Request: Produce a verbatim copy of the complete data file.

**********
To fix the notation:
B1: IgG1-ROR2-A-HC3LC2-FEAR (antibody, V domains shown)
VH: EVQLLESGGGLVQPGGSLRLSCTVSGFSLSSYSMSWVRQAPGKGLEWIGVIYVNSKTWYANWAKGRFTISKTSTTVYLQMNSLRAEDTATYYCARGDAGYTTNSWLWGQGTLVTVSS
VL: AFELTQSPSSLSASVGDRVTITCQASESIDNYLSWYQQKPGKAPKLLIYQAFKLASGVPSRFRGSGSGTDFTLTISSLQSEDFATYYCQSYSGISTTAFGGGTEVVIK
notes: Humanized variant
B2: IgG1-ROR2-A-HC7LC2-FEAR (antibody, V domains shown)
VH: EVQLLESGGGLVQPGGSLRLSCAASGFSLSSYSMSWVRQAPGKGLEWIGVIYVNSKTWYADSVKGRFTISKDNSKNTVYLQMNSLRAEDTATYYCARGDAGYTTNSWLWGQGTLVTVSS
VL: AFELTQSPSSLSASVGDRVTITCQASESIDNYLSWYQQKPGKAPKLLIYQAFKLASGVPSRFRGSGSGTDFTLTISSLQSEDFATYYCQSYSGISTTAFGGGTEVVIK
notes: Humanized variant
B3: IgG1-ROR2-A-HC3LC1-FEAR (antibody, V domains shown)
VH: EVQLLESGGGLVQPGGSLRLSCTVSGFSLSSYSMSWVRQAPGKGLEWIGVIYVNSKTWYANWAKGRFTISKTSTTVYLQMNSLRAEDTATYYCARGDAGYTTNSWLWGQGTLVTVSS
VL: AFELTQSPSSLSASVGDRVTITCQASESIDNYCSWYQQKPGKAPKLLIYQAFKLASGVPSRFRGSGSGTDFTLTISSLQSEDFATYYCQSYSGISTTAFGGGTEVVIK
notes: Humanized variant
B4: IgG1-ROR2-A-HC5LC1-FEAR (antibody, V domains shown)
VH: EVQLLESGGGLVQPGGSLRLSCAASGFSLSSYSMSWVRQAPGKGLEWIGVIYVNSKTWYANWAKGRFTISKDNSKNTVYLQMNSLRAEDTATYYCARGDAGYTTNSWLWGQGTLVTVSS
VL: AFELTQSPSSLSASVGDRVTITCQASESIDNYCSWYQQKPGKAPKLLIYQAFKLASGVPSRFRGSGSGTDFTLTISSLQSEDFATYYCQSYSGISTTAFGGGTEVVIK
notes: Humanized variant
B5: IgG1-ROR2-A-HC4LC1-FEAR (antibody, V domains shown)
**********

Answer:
To fix the notation:
B1: IgG1-ROR2-A-HC3LC2-FEAR (antibody, V domains shown)
VH: EVQLLESGGGLVQPGGSLRLSCTVSGFSLSSYSMSWVRQAPGKGLEWIGVIYVNSKTWYANWAKGRFTISKTSTTVYLQMNSLRAEDTATYYCARGDAGYTTNSWLWGQGTLVTVSS
VL: AFELTQSPSSLSASVGDRVTITCQASESIDNYLSWYQQKPGKAPKLLIYQAFKLASGVPSRFRGSGSGTDFTLTISSLQSEDFATYYCQSYSGISTTAFGGGTEVVIK
notes: Humanized variant
B2: IgG1-ROR2-A-HC7LC2-FEAR (antibody, V domains shown)
VH: EVQLLESGGGLVQPGGSLRLSCAASGFSLSSYSMSWVRQAPGKGLEWIGVIYVNSKTWYADSVKGRFTISKDNSKNTVYLQMNSLRAEDTATYYCARGDAGYTTNSWLWGQGTLVTVSS
VL: AFELTQSPSSLSASVGDRVTITCQASESIDNYLSWYQQKPGKAPKLLIYQAFKLASGVPSRFRGSGSGTDFTLTISSLQSEDFATYYCQSYSGISTTAFGGGTEVVIK
notes: Humanized variant
B3: IgG1-ROR2-A-HC3LC1-FEAR (antibody, V domains shown)
VH: EVQLLESGGGLVQPGGSLRLSCTVSGFSLSSYSMSWVRQAPGKGLEWIGVIYVNSKTWYANWAKGRFTISKTSTTVYLQMNSLRAEDTATYYCARGDAGYTTNSWLWGQGTLVTVSS
VL: AFELTQSPSSLSASVGDRVTITCQASESIDNYCSWYQQKPGKAPKLLIYQAFKLASGVPSRFRGSGSGTDFTLTISSLQSEDFATYYCQSYSGISTTAFGGGTEVVIK
notes: Humanized variant
B4: IgG1-ROR2-A-HC5LC1-FEAR (antibody, V domains shown)
VH: EVQLLESGGGLVQPGGSLRLSCAASGFSLSSYSMSWVRQAPGKGLEWIGVIYVNSKTWYANWAKGRFTISKDNSKNTVYLQMNSLRAEDTATYYCARGDAGYTTNSWLWGQGTLVTVSS
VL: AFELTQSPSSLSASVGDRVTITCQASESIDNYCSWYQQKPGKAPKLLIYQAFKLASGVPSRFRGSGSGTDFTLTISSLQSEDFATYYCQSYSGISTTAFGGGTEVVIK
notes: Humanized variant
B5: IgG1-ROR2-A-HC4LC1-FEAR (antibody, V domains shown)